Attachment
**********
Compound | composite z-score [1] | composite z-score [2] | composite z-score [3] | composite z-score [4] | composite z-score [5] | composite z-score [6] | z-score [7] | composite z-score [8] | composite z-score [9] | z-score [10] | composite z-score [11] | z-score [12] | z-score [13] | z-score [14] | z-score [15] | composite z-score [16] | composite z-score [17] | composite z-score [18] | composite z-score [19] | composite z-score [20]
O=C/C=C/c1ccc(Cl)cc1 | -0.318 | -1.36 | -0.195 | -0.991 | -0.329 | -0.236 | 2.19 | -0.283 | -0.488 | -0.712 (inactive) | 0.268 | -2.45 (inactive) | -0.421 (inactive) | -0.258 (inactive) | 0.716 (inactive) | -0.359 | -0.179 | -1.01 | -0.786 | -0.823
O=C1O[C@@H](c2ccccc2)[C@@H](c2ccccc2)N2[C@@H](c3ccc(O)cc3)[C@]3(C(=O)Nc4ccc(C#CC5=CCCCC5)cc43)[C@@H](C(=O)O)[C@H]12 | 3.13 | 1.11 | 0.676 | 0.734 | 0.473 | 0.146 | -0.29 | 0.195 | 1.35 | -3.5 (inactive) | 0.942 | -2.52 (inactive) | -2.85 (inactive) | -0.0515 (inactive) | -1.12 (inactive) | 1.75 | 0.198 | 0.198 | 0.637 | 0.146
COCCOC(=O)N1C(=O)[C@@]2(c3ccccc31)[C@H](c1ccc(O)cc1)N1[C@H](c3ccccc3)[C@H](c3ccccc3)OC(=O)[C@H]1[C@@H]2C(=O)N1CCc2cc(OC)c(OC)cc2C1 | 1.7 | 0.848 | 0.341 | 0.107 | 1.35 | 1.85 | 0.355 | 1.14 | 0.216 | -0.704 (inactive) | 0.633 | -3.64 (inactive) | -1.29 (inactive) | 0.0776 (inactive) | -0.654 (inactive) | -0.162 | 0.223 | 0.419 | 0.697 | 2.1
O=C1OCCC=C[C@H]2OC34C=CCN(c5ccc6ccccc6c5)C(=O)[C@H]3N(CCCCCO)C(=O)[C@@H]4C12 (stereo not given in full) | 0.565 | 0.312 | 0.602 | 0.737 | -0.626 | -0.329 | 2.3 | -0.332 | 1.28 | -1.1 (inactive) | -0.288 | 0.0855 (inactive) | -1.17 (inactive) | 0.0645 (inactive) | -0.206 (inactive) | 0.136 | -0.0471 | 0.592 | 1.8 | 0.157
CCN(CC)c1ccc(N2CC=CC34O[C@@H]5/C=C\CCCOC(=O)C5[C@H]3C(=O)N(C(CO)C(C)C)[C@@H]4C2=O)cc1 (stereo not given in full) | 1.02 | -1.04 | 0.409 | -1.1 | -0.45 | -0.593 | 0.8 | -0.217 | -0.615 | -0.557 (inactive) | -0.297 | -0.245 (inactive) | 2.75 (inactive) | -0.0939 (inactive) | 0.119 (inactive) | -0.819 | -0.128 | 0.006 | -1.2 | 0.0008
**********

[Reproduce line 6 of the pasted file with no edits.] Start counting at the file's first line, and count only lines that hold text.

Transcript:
CCN(CC)c1ccc(N2CC=CC34O[C@@H]5/C=C\CCCOC(=O)C5[C@H]3C(=O)N(C(CO)C(C)C)[C@@H]4C2=O)cc1 (stereo not given in full) | 1.02 | -1.04 | 0.409 | -1.1 | -0.45 | -0.593 | 0.8 | -0.217 | -0.615 | -0.557 (inactive) | -0.297 | -0.245 (inactive) | 2.75 (inactive) | -0.0939 (inactive) | 0.119 (inactive) | -0.819 | -0.128 | 0.006 | -1.2 | 0.0008